An exit strategy is a means of leaving one's current situation, either after a predetermined objective has been achieved, justifying premises or decision makers for any given operational planning changed substantially, or as a strategy to mitigate imminent or possible failure. An organisation or individual without an exit strategy may be in a quagmire. At worst, an exit strategy will save face; at best, an exit strategy will deliver an objective worth more than the cost of continuing the execution of a previous plan considered "deemed to fail" by weight of the present situation.

Jennie Eisenhower

Jennie Elizabeth Eisenhower (born August 15, 1978) is an American actress. She has performed in a number of theater productions and had minor roles in some feature films. She is the great-grandchild and grandchild of Presidents Dwight D. Eisenhower and Richard Nixon, respectively.

Manolo Sanchez (Nixon staff member)

Manuel "Manolo" Sanchez (born 1930) is the former long-time valet to Richard Nixon, known for his unfailing loyalty and fierce devotion to the former United States president. Sanchez was born in Spain and immigrated to Cuba at a young age. There, he worked as a dishwasher and laborer before moving to the United States. He was employed by Richard Nixon from 1962 to about 1980. The famously reserved Nixon developed a close relationship with Sanchez and once described him as a member of his family.

Master list of Nixon's political opponents

A master list of Nixon political opponents was compiled to supplement the original Nixon's Enemies List of 20 key people considered opponents of President Richard Nixon. The master list was compiled by Charles Colson's office and sent in memorandum form to John Dean. Dean later provided to the Senate Watergate Committee this updated "master list" of political opponents. The original list split out "Black Congressmen", listing "all of the Black congressmen [and congresswomen]".

Millhouse (film)

Millhouse: A White Comedy is a 1971 documentary by Emile de Antonio following Richard Nixon's political career from his election to the House of Representatives in 1946 to his election as President of the United States in 1968. It begins with Nixon's "last press conference" in 1962 after his loss in the race for Governor of California in which he famously said, "You won't have Dick Nixon to kick around anymore." Then a collage of videos show Nixon's trajectory from his House campaign to his involvement in the Alger Hiss case, election the Senate in 1950, election as Vice President in 1952 including the full Checkers speech, campaign for the presidency in 1960, campaign for Barry Goldwater's presidential candidacy in 1964, and his triumphant election as President in 1968 as the "New Nixon". The film featured interviews but no voice-over.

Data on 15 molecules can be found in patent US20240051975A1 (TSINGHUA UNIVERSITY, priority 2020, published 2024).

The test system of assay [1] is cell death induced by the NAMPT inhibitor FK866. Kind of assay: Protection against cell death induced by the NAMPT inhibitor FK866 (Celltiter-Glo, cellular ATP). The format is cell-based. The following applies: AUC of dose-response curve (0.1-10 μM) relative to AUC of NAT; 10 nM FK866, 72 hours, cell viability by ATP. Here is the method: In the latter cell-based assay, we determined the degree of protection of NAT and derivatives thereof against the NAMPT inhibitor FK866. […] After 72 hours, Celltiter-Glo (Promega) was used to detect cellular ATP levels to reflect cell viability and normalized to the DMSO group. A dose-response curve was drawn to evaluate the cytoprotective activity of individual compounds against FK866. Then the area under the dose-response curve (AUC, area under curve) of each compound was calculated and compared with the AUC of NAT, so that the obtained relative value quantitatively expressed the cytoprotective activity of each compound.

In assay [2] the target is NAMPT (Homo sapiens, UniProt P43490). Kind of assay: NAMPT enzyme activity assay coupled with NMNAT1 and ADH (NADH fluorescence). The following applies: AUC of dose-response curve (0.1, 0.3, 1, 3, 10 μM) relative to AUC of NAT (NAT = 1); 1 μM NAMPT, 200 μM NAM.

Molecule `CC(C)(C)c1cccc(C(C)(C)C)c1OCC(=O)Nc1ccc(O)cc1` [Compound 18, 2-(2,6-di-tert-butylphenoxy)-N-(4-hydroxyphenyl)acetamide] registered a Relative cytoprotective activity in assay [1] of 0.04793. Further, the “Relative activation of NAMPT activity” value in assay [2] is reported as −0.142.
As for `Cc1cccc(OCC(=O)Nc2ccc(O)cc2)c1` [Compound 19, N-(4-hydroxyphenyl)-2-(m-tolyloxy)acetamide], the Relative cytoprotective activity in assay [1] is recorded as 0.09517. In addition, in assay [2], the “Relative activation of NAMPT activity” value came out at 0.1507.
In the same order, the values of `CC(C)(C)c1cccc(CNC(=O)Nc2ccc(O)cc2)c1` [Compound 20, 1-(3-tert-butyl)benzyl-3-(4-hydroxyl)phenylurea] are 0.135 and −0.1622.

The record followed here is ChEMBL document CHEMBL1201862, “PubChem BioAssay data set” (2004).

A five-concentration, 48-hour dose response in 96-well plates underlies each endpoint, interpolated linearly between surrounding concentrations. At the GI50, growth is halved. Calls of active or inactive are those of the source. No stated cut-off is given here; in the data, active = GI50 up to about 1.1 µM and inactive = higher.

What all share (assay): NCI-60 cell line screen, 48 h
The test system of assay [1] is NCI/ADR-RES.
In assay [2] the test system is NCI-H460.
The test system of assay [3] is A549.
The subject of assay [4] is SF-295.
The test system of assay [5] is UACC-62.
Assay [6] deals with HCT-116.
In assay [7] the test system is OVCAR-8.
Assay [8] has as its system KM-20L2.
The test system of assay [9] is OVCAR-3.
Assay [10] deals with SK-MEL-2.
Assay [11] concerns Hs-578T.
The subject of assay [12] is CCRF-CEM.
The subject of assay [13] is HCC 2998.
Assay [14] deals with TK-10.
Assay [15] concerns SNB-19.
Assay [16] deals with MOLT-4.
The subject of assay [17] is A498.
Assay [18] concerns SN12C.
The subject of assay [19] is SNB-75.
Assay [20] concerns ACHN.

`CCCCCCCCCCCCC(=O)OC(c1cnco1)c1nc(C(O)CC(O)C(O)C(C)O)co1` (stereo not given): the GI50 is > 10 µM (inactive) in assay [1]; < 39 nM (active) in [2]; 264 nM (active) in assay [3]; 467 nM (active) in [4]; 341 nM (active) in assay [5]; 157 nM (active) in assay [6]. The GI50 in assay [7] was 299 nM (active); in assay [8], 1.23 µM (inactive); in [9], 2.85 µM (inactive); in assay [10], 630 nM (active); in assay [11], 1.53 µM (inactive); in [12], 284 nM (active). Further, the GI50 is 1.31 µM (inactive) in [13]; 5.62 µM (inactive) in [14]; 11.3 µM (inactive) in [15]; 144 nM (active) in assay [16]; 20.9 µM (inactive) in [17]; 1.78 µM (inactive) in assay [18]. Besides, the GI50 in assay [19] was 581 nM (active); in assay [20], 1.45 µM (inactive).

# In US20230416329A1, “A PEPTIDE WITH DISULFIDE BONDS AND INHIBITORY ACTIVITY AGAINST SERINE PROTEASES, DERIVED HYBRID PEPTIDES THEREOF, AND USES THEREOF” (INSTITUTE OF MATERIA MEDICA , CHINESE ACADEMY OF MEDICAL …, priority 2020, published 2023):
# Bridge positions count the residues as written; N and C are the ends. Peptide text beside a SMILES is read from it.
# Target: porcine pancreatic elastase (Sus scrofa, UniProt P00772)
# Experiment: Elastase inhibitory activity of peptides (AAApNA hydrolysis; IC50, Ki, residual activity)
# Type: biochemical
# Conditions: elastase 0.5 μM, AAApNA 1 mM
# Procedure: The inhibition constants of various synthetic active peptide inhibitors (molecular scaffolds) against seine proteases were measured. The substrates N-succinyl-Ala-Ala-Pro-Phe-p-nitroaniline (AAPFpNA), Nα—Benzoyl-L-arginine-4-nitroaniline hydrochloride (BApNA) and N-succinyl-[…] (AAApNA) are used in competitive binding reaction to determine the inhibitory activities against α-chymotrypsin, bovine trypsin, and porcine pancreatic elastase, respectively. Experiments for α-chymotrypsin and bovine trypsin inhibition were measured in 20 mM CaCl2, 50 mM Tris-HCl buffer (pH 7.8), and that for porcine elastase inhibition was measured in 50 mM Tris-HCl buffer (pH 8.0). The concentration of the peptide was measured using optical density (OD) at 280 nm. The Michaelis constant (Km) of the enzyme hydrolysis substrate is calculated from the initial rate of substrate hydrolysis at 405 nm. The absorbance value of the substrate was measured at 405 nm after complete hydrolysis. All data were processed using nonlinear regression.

The title is a pun on Nixon's middle name, Milhous.

Moscow Summit (1972)

The Moscow Summit of 1972 was a summit meeting between President Richard M. Nixon of the United States and General Secretary Leonid Brezhnev of the Communist Party of the Soviet Union. It was held May 22–30, 1972. It featured the signing of the Anti-Ballistic Missile (ABM) Treaty, the first Strategic Arms Limitation Treaty (SALT I), and the U.S.–Soviet Incidents at Sea agreement. The summit is considered one of the hallmarks of the détente at the time between the two Cold War antagonists.

Nixon Doctrine

The Nixon Doctrine (also known as the Guam Doctrine) was put forth during a press conference in Guam on July 25, 1969 by US President Richard Nixon and later formalized in his speech on Vietnamization on November 3, 1969. According to Gregg Brazinsky, Nixon stated that "the United States would assist in the defense and developments of allies and friends", but would not "undertake all the defense of the free nations of the world." This doctrine meant that each ally nation was in charge of its own security in general, but the United States would act as a nuclear umbrella when requested. The Doctrine argued for the pursuit of peace through a partnership with American allies. The Nixon Doctrine implied the intentions of Nixon shifting the direction on international policies in Asia, especially aiming for "Vietnamization of the Vietnam War."

Operation Babylift

Operation Babylift was the name given to the mass evacuation of children from South Vietnam to the United States and other countries (including Australia, France, West Germany, and Canada) at the end of the Vietnam War (see also the Fall of Saigon), on April 3–26, 1975. By the final American flight out of South Vietnam, over 3,300 infants and children had been evacuated, although the actual number has been variously reported. Along with Operation New Life, over 110,000 refugees were evacuated from South Vietnam at the end of the Vietnam War. Thousands of children were airlifted from Vietnam and adopted by families around the world.